Disabled Canadians gamers are finally getting a chance to try-before-they-buy with the opening of the Accessibility Arcade at the University of Toronto starting April 26.
Housed in the Semaphore Research Cluster at the university’s Robarts Library, the Arcade will showcase the latest technology and controllers that allow people with disabilities to play popular console and PC games such as Call of Duty or Assassin’s Creed. After this weekend’s public open house, the permanent installation will be accessible by appointment.
“This is a testament to the university’s commitment to people with disabilities in Canada,” says Mark Barlet, founder of the AbleGamers Foundation, the West Virginia-based charity behind the Arcade.
Custom-made controllers for gamers with such disabilities as cerebral palsy or multiple sclerosis are expensive, often running between $400 and $900. Mr. Barlet says he has received many e-mails from people who have bought the controllers, only to find that they don’t fit their specific needs.
“Our biggest fear as an organization was that someone would see a video on the web, drop all that money and then get it in their house and not be able to use it,” he says. “Being disabled is kind of expensive and many people are on fixed incomes, so these are luxury goods.”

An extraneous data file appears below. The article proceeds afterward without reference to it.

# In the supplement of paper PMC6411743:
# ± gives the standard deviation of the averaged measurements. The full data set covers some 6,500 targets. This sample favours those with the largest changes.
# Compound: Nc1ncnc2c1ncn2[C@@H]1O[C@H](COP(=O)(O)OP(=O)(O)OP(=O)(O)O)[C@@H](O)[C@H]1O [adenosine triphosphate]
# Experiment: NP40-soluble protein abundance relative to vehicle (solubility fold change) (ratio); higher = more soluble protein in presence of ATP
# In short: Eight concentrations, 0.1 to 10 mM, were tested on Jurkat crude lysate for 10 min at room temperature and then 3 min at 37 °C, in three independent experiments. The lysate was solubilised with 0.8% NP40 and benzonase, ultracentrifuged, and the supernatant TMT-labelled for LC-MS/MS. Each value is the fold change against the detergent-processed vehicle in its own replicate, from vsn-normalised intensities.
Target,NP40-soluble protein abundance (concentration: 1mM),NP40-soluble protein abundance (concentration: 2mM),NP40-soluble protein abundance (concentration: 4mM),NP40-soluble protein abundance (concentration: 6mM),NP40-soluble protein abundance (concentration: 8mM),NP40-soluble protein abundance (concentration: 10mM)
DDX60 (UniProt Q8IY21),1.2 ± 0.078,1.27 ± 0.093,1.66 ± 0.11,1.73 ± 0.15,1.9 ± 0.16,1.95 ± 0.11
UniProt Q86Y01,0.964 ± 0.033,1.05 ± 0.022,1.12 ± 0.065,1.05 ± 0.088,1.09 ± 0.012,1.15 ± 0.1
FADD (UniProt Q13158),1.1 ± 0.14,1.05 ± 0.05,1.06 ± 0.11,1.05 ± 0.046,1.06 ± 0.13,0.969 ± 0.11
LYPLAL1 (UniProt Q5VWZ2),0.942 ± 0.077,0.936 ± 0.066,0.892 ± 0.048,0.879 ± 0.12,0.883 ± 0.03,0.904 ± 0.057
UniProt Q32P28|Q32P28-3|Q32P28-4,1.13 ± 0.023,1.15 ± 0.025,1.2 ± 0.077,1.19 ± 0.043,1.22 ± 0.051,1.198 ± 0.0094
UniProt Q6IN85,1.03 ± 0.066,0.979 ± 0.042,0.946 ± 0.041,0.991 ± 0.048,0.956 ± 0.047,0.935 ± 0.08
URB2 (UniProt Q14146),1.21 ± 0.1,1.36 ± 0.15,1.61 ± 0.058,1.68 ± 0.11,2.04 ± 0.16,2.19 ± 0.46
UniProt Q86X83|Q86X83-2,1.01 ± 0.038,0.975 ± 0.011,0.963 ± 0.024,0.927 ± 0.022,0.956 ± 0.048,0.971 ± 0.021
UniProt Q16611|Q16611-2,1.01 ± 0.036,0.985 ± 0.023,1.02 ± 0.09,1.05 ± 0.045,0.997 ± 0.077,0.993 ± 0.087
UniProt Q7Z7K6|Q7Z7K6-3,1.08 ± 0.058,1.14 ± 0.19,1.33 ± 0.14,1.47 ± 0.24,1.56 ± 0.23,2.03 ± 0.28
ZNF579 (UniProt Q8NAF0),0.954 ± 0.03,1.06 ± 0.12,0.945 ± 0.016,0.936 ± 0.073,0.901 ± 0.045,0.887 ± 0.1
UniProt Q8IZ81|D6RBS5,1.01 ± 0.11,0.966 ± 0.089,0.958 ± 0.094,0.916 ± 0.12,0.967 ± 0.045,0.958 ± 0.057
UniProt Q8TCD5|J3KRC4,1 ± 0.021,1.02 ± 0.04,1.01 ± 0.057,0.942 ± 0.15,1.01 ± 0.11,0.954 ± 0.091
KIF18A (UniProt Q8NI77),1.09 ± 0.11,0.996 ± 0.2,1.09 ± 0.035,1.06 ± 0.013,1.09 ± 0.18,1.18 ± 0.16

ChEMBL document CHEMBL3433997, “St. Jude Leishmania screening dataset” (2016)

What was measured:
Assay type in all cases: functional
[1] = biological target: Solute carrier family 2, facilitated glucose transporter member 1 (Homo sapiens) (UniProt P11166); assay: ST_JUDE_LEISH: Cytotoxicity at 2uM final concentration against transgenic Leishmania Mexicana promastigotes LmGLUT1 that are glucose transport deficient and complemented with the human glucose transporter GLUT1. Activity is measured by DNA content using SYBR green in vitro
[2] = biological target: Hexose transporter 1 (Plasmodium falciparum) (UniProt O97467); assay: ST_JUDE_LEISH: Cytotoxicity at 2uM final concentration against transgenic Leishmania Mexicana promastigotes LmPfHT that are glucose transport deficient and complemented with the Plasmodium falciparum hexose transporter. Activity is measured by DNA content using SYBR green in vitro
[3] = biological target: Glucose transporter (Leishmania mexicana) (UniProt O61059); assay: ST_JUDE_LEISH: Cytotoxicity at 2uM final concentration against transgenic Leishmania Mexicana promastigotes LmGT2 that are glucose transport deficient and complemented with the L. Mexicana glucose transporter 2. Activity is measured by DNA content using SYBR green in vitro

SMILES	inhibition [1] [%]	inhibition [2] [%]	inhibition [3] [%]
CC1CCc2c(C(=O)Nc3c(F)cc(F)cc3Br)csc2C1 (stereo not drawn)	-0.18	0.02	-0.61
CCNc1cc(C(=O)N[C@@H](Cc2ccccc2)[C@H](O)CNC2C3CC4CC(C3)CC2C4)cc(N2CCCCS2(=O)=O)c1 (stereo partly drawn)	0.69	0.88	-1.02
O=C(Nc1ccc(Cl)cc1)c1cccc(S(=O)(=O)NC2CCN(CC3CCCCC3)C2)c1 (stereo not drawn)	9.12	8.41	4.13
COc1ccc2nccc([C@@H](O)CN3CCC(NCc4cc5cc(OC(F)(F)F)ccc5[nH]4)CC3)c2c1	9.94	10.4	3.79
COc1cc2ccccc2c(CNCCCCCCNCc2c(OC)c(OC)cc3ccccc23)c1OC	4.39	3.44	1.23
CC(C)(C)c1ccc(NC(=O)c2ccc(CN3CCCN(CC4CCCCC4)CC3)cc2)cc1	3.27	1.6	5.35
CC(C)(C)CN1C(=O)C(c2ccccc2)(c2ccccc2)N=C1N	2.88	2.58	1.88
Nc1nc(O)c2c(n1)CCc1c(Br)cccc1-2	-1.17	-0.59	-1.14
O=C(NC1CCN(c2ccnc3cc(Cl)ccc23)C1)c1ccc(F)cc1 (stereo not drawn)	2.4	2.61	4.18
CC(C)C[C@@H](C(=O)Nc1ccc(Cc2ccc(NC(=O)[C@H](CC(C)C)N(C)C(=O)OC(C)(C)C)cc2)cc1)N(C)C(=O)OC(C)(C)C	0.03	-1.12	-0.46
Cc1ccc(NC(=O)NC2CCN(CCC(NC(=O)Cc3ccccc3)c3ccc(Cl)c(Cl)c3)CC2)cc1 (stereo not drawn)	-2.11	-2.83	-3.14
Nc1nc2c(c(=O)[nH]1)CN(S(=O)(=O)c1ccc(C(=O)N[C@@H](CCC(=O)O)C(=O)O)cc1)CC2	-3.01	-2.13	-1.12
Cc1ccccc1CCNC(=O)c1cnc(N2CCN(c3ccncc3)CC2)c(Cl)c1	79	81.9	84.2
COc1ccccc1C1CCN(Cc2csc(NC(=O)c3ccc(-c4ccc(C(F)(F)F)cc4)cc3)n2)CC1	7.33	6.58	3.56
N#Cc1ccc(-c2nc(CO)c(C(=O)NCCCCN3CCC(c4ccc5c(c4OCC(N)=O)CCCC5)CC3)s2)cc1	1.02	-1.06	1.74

At the Arcade, specially trained staff will assess individual gamers’ needs and advise them on the best equipment to buy, which can also include special software for sensory issues.
Mr. Barlet’s backgound fuels his mission: He is an avid gamer, a disabled war vet and has a sister with MS. He started AbleGamers in 2005 after seeing how difficult, expensive and frustrating it can be to experience the pleasures that many gamers take for granted. “These are real-life things for us.”
The first Accessibility Arcade opened in 2012 at the Martin Luther King Jr. public library in Washington, D.C., with the new Toronto installation the first one outside the United States.
AbleGamers estimates about one in five American gamers, or about 65 million, have some sort of disability, with a similar ratio likely in Canada.
The organization favours Xbox and PC games because those platforms tend to work better with accessibility technology.
“PlayStation had a tendency in the past to break accessible controllers through software upgrades,” Mr. Barlet says. “Until we can get some sort of agreement from PlayStation to stop doing that, we don’t recommend bringing them into a more public space because you’re just asking for frustration, unfortunately.”
Wednesday, April 23, 2014
The Globe & Mail in Toronto, Canada. In the picture, Mark Barlet, President of the AbleGamers Foundation, right, started the foundation in 2005 after seeing how difficult, expensive and frustrating it can be to experience the pleasures that many gamers take for granted. “These are real-life things for us.”
Posted by BA Haller at 12:03 PM